Double The Fun: Johnny Podres, Better Than You Think

Editor’s note: “Any player/Any era” will be up by this evening.

The 1961 Los Angeles Dodgers’ pennant hopes came to a crashing end on August 16 when they lost both ends of a rare Wednesday evening double dip to the Cincinnati Reds, 6-0 and 8-0.

The defeats were bitter for the Dodgers who had entered the season as favorites based on their roster that included Frank Howard, Maury Wills, Junior Gilliam, the Davis brothers Tommy and Will and Gil Hodges. The mound core included Sandy Koufax and Don Drysdale.

But in 1961, the future Hall of Famer hurlers weren’t as effective as one of the great (Brooklyn) Dodgers heroes of all time—Johnny Podres. Koufax and Drysdale had average seasons (for them) of 18-13, 3.52 ERA and 13-10, 3.69. Podres, although he absorbed the second game loss, racked up a 18-5, 3.74 ERA and led the league in winning percentage.

The problem, anticipated by some analysts in their preseason evaluations, was that except for Podres the Dodgers’ stars were past their prime. The Dodgers ended the season 4 games behind the Reds. Coincidentally, the Dodgers dropped both ends of two doubleheaders against Cincinnati—there are the four games.

Podres, who most casual fans associate with his dramatic seventh game 2-0 shutout of the New York Yankees in the 1955 World Series, in reality had a long and productive mound career. Only 23 when he bested the Yankees in the third and seventh games, Podres was the first winner of the Sport Magazine World Series MVP Award which was a red, two-seater Corvette. Sports Illustrated also named Podres its Sportsman of the Year.

During his 15-year career, Podres won 148 games, struck out 1,435, had an 3.64 ERA and threw 24 shutouts in 440 games. Podres saved his best for the World Series. After losing his first decision to the Yankees in 1953, Podres won four straight over the Yankees and Chicago White Sox during the next decade while allowing only 29 hits in 38-1/3 innings with a 2.11 ERA.

After retiring, Podres served as the pitching coach for 13 years for the Boston Red Sox, Minnesota Twins and Philadelphia Phillies. Frank Viola and Curt Schilling credit Podres with their success.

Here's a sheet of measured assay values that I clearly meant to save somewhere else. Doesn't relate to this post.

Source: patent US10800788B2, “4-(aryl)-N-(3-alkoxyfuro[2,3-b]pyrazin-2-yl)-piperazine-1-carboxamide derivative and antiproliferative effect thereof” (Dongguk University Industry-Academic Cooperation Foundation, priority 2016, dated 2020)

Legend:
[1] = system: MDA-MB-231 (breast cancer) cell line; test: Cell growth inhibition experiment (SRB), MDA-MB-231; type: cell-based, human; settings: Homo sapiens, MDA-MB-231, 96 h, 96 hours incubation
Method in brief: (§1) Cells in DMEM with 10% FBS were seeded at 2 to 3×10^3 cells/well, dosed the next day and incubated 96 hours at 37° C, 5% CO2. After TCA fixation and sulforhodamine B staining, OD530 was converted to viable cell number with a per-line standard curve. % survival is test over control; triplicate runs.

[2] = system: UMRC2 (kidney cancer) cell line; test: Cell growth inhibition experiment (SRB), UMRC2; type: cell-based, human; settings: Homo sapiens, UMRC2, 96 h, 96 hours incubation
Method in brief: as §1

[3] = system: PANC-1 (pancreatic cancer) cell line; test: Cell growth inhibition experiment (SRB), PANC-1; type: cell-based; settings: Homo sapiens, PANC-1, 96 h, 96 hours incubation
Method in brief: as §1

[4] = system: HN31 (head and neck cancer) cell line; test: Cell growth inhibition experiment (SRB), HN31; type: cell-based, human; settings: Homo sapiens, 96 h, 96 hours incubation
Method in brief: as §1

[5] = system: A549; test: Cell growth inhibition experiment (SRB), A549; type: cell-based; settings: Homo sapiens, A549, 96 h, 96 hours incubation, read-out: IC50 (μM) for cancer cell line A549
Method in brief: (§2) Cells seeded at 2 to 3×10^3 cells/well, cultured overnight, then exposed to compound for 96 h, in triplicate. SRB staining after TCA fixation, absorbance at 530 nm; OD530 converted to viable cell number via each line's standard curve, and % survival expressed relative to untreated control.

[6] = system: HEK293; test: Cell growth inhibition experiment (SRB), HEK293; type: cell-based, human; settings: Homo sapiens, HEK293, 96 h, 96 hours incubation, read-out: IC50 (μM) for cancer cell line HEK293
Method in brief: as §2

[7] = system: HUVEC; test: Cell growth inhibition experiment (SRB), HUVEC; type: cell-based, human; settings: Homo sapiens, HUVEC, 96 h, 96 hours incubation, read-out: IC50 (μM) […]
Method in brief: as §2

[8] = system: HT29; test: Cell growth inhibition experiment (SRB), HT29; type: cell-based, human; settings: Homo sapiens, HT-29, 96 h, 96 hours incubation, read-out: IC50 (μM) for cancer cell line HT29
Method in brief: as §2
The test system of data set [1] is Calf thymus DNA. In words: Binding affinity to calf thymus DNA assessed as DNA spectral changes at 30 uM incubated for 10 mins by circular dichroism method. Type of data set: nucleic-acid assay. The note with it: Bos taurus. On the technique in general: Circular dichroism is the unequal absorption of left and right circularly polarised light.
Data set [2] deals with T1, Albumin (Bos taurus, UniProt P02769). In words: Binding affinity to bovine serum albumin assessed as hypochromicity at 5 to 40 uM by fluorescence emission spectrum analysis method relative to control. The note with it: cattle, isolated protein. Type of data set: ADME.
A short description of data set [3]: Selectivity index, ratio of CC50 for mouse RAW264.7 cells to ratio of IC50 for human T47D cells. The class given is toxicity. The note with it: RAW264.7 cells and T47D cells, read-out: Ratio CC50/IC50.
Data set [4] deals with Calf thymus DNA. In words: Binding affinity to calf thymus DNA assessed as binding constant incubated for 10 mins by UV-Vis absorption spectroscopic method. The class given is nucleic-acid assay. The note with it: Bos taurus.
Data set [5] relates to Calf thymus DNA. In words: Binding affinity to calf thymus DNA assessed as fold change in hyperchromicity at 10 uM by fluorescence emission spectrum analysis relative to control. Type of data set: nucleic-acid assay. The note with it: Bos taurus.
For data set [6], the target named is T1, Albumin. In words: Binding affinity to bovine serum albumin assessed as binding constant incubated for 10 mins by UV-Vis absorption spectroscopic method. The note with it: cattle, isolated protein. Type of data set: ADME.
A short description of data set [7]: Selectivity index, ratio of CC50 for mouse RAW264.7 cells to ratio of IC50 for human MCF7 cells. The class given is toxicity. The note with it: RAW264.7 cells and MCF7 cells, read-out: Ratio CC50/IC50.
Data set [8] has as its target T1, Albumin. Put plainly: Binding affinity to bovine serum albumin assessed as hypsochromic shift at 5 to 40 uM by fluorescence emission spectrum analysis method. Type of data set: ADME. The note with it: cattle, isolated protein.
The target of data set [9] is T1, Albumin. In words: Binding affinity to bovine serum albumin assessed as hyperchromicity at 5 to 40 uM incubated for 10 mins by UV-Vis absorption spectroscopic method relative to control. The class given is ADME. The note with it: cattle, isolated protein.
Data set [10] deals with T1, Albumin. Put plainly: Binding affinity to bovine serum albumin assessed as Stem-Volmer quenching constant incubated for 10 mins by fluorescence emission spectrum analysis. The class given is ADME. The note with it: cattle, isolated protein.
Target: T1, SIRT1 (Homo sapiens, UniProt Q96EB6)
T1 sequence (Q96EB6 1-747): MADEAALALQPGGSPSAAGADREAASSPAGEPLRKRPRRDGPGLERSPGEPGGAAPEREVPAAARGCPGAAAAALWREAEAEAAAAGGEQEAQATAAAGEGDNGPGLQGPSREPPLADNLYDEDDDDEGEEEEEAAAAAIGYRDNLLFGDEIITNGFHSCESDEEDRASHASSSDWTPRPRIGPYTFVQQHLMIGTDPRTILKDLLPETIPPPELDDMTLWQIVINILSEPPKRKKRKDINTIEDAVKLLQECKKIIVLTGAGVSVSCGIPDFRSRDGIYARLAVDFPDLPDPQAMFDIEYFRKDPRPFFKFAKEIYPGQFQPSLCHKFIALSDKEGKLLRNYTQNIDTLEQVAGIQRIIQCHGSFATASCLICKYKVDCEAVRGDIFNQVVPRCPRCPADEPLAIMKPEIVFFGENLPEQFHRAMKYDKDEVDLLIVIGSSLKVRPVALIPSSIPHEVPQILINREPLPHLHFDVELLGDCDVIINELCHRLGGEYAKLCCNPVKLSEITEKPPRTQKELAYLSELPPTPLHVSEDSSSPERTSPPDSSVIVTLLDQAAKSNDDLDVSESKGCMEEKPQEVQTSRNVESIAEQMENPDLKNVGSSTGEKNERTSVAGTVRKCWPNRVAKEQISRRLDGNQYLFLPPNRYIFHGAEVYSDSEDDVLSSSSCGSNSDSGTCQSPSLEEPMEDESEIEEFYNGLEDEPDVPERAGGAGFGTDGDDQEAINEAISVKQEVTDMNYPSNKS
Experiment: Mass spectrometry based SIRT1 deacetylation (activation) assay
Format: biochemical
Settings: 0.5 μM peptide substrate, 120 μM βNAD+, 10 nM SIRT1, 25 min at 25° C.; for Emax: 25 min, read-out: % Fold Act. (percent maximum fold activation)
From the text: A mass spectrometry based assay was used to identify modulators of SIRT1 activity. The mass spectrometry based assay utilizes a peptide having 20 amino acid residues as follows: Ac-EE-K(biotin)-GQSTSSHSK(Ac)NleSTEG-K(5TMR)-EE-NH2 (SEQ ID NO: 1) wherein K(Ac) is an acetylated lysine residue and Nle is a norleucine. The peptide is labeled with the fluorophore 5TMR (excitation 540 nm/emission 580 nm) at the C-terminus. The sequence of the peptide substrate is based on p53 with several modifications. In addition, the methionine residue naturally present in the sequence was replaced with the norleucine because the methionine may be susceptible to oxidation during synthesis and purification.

Podres said former manager Charlie Dressen taught him how to throw the change up that made him into a winning pitcher.

Recalled Podres:

Dressen spent months with me teaching me a change up. He told me ‘Throw a fastball. Then just as you release the ball—Zip! Pull down the shade.’

Dressen explained that the downward motion takes speed off the pitch while at the same takes increases the ball’s rotation.

Armed with that information Podres not only dominated the Yankees but also won the newly transplanted Los Angeles Dodgers’ first game on the road against the hated San Francisco Giants (actually the second game the Dodgers played) and started and won Dodgers’ first home game.

Along his way, Podres met and worked with every Dodger hurler from Dazzy Vance to Pedro Martinez and passed along his change up mastery to any of them who would listen.

“Double the fun” is a Friday feature here that looks at one notable doubleheader in baseball history each week.

3 Replies to “Double The Fun: Johnny Podres, Better Than You Think”

  1. It seems likely that Podres got a jumpstart on his later coaching career in 1969, his final year as a player, when he was the senior member of the pitching staff of the expansion San Diego Padres. His pitching teammates were mostly 21-25 year-olds, two of whom (Clay Kirby and Joe Niekro) went on to have reasonably productive major league careers.

  2. In reading Signor Giuseppe’s piece, I was transported back to my early days of watching the (then) Brooklyn Dodgers destroy any opposition that brazenly sought to challenge their superiority on the field. As clearly as I can see what I write, I can recall the first time I saw #45, Johnny (Never John) Podres pitch. Although he displayed neither the wiliness of “Preacher” Roe, or the defiance of a Don Drysdale – Koufax, at this stage, could not get the ball into the strike zone – Podres had something about him on the mound: he was all concentration, which, with his boyish face, made him appear even younger. His delivery was smooth and fluid, and with the help of Roy Campanella, he could pinpoint his delivery.
    On that fateful day in October of 1955, it was Podres who brought about the release of energy that had been pent up in Brooklyn for more than three decades. The traditional dirge of “Wait til next year,” now resounded in a gleeful chorus of “We did it.” Although I can recall the victory “block parties” after WWII, Podres was right: the Borough of Brooklyn’s celebration after the win in 1955 eclipsed that of WWII – of that I have no doubt. When people of a certain age – mine – read about vaunted figures in their past, I am reminded of Proust:
    When we have passed a certain age,the soul of the child we were and the souls of the dead from whom we sprung come to lavish on us their riches and their spells.
    Requiescat in pace.

  3. Podres was the ERA leader in the NL in 1957 after missing the entire 1956 season for military duty. There is lots of speculation about what the World War II vets would have accomplished if the war had not interrupted their careers. Podres was at the top of his game in the 1955 World Series and he picked up right where he left off in 1957. I think it is fair to say if the Dodgers had Podres in 1956 they would have clinched the pennant well before the last weekend of the season. Perhaps a better rested team would have won the W.S. in back to back years. Even without Johnny, the Dodgers took the Yanks to game 7 in the 56 W.S.

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